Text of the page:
Singapore Airlines Turbulence: 1 Dead, 30 Injured on London-Singapore Flight

Singapore Airlines Flight Incident: Turbulence Tragedy

A Singapore Airlines flight bound for Myanmar was caught in an air turbulence on May 21. A sudden turbulence caused the tragic death of a 73-year-old British passenger, while 30 others were injured. The flight, a Singapore Airlines Boeing 777-300ER, departed from London and was scheduled to land in Singapore at 2:45 PM local time.

Approximately 11 hours after takeoff, the flight encountered severe weather conditions, leading to an air turbulence at 37,000 feet in Myanmar airspace. Several passengers were thrown off their seats during the incident. The aircraft rapidly descended from 37,000 feet to 31,000 feet within just 5 minutes.

During this time, passengers were not warned to fasten their seatbelts as the aircraft descended, leading to many passengers being thrown off their seats. Many sustained injuries, with one passenger tragically losing their life.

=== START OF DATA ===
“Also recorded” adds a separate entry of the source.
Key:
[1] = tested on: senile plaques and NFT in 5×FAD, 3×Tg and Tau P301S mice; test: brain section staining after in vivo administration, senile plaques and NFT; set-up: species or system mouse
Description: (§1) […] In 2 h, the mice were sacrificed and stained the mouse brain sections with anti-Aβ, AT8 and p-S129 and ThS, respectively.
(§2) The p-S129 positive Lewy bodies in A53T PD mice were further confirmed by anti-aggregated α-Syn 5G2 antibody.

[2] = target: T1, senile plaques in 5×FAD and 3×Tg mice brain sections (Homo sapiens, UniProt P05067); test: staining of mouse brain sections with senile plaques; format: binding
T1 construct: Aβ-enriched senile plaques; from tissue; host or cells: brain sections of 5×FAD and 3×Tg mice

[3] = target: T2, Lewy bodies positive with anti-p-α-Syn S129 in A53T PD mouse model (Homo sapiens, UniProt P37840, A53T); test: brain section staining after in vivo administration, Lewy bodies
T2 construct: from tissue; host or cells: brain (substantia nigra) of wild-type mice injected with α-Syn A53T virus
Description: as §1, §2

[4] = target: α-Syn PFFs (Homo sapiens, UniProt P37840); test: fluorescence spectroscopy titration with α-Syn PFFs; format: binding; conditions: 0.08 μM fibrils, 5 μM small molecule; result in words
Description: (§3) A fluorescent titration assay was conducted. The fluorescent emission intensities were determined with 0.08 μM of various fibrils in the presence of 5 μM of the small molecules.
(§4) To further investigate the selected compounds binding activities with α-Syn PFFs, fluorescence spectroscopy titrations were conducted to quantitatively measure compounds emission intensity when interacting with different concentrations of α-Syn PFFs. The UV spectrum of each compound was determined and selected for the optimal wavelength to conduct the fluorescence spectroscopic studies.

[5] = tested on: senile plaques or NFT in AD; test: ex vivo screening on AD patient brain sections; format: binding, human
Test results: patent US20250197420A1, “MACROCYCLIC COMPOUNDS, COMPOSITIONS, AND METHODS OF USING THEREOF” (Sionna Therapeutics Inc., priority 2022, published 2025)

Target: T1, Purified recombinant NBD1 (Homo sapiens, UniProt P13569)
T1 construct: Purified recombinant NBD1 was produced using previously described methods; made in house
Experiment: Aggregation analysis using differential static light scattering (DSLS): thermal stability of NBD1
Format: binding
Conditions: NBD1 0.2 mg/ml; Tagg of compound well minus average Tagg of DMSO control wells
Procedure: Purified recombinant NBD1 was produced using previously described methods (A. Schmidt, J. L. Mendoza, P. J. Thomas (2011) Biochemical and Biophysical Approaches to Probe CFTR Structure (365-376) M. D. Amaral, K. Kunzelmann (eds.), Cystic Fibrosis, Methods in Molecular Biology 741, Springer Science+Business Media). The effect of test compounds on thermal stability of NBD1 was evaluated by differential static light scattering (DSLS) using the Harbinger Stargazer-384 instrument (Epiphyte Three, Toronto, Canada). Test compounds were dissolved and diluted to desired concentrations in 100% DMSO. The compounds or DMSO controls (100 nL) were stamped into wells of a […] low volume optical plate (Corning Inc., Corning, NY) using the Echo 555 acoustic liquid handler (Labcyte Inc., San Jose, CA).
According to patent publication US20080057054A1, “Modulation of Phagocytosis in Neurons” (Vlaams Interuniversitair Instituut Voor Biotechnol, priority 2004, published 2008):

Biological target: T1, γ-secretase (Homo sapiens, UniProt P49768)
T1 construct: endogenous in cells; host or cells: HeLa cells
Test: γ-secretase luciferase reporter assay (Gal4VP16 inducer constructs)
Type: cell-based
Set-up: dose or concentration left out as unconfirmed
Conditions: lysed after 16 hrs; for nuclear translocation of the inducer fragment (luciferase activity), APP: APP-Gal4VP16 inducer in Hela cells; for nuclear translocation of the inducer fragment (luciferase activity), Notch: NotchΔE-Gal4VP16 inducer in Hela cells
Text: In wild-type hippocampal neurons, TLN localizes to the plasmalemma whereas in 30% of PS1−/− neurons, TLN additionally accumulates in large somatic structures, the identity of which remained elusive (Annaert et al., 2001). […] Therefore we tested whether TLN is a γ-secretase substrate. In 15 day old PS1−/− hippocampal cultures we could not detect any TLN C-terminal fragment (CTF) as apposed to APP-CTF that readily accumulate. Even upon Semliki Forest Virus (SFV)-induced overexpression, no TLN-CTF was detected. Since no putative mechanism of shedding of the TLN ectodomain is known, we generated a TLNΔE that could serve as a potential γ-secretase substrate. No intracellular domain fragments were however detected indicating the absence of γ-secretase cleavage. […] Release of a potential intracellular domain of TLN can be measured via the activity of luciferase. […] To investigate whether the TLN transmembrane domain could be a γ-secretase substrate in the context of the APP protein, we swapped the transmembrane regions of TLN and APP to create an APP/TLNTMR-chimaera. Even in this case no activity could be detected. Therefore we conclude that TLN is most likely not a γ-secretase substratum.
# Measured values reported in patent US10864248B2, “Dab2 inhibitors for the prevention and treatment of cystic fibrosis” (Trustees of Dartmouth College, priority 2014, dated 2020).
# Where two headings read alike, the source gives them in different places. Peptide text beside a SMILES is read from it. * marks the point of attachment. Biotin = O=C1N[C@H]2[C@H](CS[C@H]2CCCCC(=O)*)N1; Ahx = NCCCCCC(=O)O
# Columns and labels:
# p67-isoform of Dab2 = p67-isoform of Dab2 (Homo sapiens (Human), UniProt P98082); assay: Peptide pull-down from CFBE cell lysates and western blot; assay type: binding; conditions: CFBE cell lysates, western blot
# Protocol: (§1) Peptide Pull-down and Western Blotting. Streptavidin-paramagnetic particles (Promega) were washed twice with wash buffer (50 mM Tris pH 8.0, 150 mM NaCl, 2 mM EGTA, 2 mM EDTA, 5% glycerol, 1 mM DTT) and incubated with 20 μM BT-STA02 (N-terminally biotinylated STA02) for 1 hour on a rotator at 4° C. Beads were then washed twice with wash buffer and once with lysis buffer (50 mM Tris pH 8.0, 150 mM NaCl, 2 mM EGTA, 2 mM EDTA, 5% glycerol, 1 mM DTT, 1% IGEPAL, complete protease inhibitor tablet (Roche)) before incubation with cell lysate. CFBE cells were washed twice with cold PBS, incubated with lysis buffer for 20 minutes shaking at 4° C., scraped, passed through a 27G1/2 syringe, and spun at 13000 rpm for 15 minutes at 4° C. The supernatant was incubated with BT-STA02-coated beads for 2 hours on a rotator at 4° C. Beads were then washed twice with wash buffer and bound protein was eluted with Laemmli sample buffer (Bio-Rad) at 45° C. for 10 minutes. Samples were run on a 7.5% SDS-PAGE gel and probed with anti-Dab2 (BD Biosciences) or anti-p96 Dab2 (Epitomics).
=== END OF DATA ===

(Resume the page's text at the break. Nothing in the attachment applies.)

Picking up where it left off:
Following the incident, the flight was diverted to Bangkok and performed an emergency landing at Suvarnabhumi Airport. The flight eventually landed in Singapore at 3:40 PM local time.

Flight Interior Photo: Turbulence Causes Food and Other Items to Scatter, Passengers Distressed

A total of 211 passengers and 18 crew members were onboard the flight. The flight was scheduled to land at Changi Airport in Singapore at 6:10 PM local time. Singapore Airlines has expressed condolences to the family of the deceased passenger. Following the plane’s landing, several ambulances rushed to the airport. The injured passengers were admitted to a nearby hospital.

What is Turbulence? Turbulence refers to disruptions in the flow of air, which help the aircraft to fly. It occurs when the aircraft encounters irregular vertical motion, causing it to deviate from its regular path. This phenomenon is known as turbulence. Sometimes, turbulence can cause the aircraft to experience sudden changes in altitude, moving up and down from a few feet to several feet.

This is why turbulence makes passengers feel like the aircraft is flying on a bumpy road. Turbulence can be mild, like driving on a slightly rough road, or severe, like driving on a very bad road.

Rahul Sharma

My name is Rahul Sharma. As a passionate writer and explorer, I'm always seeking inspiration in lifestyle, fashion, beauty, food & drink, and travel. With years of experience in the industry, I bring a unique perspective to my writing, blending my love for culture, style, and adventure.